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Three years later,it's LeMond again

Finally back after a hunting accident, the American overtakes Laurent Fignon for his second Tour de France victory.


© St. Petersburg Times, published November 1, 1999

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When Greg LeMond in 1986 became the first American to win the Tour de France, the world's most prestigious bicycle race but still the centerpiece of a sport dominated by the other side of the globe, America barely noticed.

This wasn't Australia winning the America's Cup, Boris Becker winning Wimbledon. No national heroism, parades, endorsements.

Three years later, on July 23, 1989, he won it again. This time, America knew his name. Besides there was something heroic this time. LeMond did it after recovering from a near-fatal shooting accident.

After 23 days and nearly 2,000 miles of racing, he did it with the narrowest winning margin -- eight seconds -- in the 76-race history of the event.

The endorsement and contract offers poured in. He did the television talk-show circuit. There was a made-for-TV movie biography. And he was named Sportsman of the Year by Sports Illustrated.

In time trials, it is the rider's time, not his position in relation to other riders, that matters. Entering the final stage, a 15-mile time trial, LeMond trailed 1983-84 winner Laurent Fignon of France by 50 seconds.

After 7 miles, LeMond had gained 21 seconds. At the 11-mile mark, 35 seconds. At the entrance to the Champs Elysees, 45 seconds. The crowd roared its approval.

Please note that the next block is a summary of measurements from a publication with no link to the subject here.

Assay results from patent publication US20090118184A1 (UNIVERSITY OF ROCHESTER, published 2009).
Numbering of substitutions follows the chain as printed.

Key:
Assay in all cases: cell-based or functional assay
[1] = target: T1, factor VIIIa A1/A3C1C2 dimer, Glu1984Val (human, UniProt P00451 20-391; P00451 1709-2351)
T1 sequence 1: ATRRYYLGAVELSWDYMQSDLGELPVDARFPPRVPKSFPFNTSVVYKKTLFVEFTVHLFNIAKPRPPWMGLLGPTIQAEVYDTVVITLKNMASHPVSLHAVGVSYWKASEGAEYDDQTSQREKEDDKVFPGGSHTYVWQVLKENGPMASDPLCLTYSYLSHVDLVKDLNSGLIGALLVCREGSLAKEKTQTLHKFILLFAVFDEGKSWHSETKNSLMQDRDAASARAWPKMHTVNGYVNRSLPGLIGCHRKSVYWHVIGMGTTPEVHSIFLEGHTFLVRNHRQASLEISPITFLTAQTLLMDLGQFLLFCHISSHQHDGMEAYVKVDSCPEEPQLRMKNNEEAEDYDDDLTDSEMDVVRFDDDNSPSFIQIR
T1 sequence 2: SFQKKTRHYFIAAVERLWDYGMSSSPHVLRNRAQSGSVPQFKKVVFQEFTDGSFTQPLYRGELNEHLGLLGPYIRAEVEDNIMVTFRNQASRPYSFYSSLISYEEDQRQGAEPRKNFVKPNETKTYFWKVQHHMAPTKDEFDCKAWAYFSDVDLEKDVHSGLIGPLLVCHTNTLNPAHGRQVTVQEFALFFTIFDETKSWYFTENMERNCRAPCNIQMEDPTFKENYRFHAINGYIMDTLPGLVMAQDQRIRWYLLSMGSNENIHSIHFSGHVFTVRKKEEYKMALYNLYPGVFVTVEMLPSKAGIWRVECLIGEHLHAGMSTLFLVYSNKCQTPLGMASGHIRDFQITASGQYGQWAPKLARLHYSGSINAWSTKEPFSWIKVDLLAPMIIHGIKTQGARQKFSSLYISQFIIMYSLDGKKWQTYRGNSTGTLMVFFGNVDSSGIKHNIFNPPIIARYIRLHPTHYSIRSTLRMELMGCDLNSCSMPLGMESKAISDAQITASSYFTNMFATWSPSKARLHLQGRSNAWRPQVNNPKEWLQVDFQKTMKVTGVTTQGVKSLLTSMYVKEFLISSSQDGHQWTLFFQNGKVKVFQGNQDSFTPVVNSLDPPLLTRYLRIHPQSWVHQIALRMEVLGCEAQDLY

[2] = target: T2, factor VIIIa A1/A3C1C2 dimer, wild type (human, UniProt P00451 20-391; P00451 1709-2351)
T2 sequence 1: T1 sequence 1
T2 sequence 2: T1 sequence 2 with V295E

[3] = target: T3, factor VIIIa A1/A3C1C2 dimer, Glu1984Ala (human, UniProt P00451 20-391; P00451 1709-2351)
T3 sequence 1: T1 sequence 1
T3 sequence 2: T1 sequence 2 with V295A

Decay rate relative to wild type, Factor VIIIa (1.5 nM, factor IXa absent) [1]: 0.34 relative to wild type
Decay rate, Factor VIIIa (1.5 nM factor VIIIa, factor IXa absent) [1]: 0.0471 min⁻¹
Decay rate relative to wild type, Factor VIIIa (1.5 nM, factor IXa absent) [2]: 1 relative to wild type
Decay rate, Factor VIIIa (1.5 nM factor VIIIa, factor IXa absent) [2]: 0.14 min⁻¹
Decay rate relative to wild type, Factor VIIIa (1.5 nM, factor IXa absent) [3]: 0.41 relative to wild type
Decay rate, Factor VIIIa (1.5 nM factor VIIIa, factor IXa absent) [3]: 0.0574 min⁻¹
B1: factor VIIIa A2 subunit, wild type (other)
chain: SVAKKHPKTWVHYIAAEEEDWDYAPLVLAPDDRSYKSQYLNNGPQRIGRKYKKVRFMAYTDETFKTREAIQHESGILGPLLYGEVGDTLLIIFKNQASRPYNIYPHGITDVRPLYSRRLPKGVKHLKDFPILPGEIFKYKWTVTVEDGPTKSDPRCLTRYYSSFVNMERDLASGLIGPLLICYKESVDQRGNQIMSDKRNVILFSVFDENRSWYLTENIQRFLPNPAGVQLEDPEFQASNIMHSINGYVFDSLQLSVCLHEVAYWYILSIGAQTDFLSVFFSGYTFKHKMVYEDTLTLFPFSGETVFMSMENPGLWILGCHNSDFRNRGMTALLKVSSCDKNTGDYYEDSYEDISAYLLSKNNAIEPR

Fignon was desperate. Not even the encouragement of French fans could help him as he flailed his way to the Arc de Triomphe and back, finishing the stage in 27 minutes, 55 seconds. Fifty-eight seconds more than LeMond.

Before the race, even LeMond wasn't sure he'd compete at the world-class level again.

In April 1987, while hunting for turkey in California with his uncle and brother-in-law, LeMond, clothed in camouflage gear, rose up from behind a hedge. Thirty yards away, his brother-in-law saw the movement and fired at it. LeMond was hit by more than 50 buckshot pellets.

By the time a police helicopter air-lifted him to a hospital, estimates were that death was imminent, about 30 minutes away, from shock and loss of blood. Nearly 40 pellets remained in his body. Four months later he was just beginning to ride again when he needed an emergency appendectomy. That finished his chance to race in the 1987 Tour -- and before the 1988 race he fell in a race in Belgium and the resulting infection in his right shin kept him out for a second year in a row.

"There were many moments," LeMond said, "when I had doubts about making it back. ... Not doubts, exactly. More frustration. I was so frustrated. I would train well, do everything I thought was right, and find myself in a holding pattern."

He said he hoped he might win one stage, finish in the top 20. He never believed he would win. "I decided I would have to go for it from the start," LeMond said. "If I blew up after 5 kilometers, too bad. I had nothing to lose."

He would win it again in 1990. Four years later he would retire from competitive racing, but his victories, most notably the one in 1989, would familiarize Americans with the Tour de France. In 1999, Lance Armstrong, a survivor of testicular cancer, would become the second American winner, and do it with the fastest time ever. And America would care.

-- Information from the New York Times was used in this report.

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